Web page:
2 – Share your revamped resource box with us in the comments.

Photo Credit:

Look, it’s the north star and the little dipper by jdurchen


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9 Responses to “Article Marketing Strategies: Does Your Resource Box Have Star Quality?”

  1. Mark Demers says:

    I`m still a newbie and it will be quite a bit of time before getting real credentials, do you have any suggestions on other content for a resource box in the mean time?Or should i just wait?
    Thanks , Great posting, very interesting.

    Looking forward to your reply.

  2. David Lee says:

    Thanks for the advice Steve.

    I had been thinking that resource boxes were complicated and after all the work of writing and submitting the article, it tends to be a bit of an after thought! This article and in particular the examples you gave so it doesn’t have to be complex!

    David

  3. Steve Shaw says:

    @Mark Demers: Hi Mark,

    You don’t have to wait to get “real” credentials–just use your present knowledge and authority and phrase it in the best way possible.

    Here’s are some examples:

    “John Smith is a cooking enthusiast and enjoys experimenting in the kitchen…”

    “Suzy Jones is passionate about website design. Her trademark is streamlined, sophisticated, minimalistic design….”

    Both of these reveal the interest of the author in the topic on which they are writing, without overstating their credentials.

    In fact, neither of these blurbs states that they have any credentials other than a real interest in the topic and a desire to share what they know with others. (Actually, that in itself is an excellent credential.)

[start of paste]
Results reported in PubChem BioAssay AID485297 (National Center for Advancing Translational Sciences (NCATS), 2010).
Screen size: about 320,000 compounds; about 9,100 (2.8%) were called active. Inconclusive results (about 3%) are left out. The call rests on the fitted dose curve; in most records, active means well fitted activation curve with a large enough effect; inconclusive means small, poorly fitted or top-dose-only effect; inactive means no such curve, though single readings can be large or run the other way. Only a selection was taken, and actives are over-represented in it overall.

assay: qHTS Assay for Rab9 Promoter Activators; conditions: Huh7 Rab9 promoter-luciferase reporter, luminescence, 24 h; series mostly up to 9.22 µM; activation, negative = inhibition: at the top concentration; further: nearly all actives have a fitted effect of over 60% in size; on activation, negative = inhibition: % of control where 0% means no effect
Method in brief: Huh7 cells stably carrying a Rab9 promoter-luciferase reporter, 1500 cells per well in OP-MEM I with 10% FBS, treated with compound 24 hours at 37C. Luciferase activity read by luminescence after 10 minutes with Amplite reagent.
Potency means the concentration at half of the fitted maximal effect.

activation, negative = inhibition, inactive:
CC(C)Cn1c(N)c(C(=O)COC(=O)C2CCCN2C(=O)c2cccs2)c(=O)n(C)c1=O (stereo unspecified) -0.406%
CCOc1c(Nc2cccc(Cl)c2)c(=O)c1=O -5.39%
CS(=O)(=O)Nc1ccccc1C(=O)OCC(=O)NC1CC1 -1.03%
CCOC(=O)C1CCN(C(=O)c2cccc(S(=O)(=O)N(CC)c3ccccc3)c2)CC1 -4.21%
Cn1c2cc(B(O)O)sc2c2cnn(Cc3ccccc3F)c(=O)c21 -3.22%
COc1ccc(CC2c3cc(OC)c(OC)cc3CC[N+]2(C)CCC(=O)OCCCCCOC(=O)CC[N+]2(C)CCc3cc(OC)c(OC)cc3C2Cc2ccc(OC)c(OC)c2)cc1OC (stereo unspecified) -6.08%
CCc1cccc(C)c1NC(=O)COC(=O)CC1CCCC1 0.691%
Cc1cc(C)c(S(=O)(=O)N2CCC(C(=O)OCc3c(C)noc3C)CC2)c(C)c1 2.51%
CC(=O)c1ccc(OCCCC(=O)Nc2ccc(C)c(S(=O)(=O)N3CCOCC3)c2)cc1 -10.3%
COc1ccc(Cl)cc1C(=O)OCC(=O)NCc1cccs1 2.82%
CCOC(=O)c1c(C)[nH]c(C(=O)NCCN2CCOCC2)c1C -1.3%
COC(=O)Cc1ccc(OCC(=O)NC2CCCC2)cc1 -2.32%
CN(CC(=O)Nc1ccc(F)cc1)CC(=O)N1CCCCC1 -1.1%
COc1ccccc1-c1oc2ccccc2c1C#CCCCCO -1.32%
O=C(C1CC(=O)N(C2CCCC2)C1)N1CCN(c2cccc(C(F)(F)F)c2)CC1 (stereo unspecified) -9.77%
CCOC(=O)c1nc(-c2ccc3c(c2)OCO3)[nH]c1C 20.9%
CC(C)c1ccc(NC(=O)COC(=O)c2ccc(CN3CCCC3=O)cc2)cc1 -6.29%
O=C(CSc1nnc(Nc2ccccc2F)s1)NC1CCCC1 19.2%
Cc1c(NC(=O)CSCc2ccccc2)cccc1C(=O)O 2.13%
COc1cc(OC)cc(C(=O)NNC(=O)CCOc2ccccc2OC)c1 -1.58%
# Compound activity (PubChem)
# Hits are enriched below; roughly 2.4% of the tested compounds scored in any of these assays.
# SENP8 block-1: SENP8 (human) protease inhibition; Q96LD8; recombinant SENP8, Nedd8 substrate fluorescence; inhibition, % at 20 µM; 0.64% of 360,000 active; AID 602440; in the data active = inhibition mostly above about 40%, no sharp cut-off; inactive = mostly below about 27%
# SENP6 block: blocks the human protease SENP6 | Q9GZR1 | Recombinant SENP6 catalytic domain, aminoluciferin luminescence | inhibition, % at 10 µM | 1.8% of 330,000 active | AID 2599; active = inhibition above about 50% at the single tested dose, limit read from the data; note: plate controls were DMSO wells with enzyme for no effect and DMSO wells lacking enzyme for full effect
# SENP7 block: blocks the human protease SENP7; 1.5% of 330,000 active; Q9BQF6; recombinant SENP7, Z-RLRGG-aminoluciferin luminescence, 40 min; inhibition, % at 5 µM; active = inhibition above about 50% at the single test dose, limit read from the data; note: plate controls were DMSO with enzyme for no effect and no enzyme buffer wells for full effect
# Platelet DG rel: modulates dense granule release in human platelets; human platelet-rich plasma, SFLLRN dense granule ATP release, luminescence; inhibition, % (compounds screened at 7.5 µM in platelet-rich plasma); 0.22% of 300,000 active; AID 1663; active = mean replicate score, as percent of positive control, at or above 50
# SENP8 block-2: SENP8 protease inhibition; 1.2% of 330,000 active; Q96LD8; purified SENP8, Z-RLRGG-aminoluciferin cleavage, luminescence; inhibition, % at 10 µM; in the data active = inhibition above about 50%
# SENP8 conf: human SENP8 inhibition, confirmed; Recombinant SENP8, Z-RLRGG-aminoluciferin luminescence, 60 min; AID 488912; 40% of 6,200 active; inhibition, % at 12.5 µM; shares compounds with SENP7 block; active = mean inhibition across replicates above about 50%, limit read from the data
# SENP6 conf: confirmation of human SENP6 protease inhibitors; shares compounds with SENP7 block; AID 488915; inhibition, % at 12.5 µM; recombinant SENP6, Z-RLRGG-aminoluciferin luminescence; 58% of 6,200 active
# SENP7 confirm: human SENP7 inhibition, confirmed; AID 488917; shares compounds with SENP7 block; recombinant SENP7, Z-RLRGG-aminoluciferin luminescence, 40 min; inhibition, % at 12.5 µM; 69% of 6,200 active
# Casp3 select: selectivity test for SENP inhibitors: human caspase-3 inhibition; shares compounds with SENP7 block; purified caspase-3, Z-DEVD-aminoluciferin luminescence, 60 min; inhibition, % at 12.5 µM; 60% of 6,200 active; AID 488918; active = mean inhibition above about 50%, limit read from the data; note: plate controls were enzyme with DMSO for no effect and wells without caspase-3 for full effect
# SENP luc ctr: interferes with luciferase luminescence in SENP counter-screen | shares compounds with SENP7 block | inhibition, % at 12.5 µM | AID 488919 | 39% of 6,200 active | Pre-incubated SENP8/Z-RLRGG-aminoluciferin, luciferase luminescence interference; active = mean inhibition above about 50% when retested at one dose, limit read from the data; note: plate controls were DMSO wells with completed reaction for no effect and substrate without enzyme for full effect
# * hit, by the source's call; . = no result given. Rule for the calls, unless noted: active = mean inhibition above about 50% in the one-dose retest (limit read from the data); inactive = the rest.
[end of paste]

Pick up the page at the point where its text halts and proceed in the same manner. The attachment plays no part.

So, if you are a student of your topic, just getting started in your industry, you need to think creatively about what you can use a credentials.

    I hope that helps,
    Steve

  4. Wished this had been around five years ago when I started in my niche you’ve provided excellent examples of a good resource box that took me too long to reach myself. Nice job Steve.

  5. Harry White says:

    Thanks. It’s nice to know we can put two references in our resource box as long as they refer to the same subject matter.
    What does Google et al consider “too much?”
    Harry

  6. Sherri Frost says:

    I am always interested in improving my article writing. So I eagerly clicked on this blog post to see how I can make my resource box even better.

    Imagine my surprise to see myself listed as an example of how to do it right! I thank you for that.

    Thank you for always showing us the best way to use article marketing. You have taught me well.

  7. Steve Shaw says:

    @Sherri Frost: Hi Sherri!

    You are very welcome, and thank YOU for creating such an inspiring resource box. I have already had people tell me that just seeing these resource box examples has helped them with their own.

    You are an excellent student–A+ and a gold star for you! ;)

  8. Steve Shaw says:

    @Harry White: Hi Harry,

    I would limit it to one or two links to relevant web pages. If you put too many links in the resource box, you do not have enough room to convince the reader to visit any of the links.

    You also are in danger of turning off publishers–many publishers have rules about how many links they will accept in the resource box. For example, at the time I’m writing this comment, EzineArticles has a two link limit in the resource box. Any more links than that and the article is declined. Other quality publishers have similar standards.

    It’s important to remember that the resource box is meant to be an author bio, rather than a vehicle for links.

    It’s hard to say specifically how Google reacts to two links vs. three links, etc, but the article needs to make it past the publisher first and foremost. If the article/resource box does not make it past the publisher, then it won’t reach Google!

    Something for all of us to keep in mind :)

    I hope this helps!

  9. Paul says:

    Thanks for the informative article. I see the use of one anchor text and one where you can see what the URL is in your resource box. I have always used two anchor text pointing to specific pages but now I think I will follow the example in the article.

    Thanks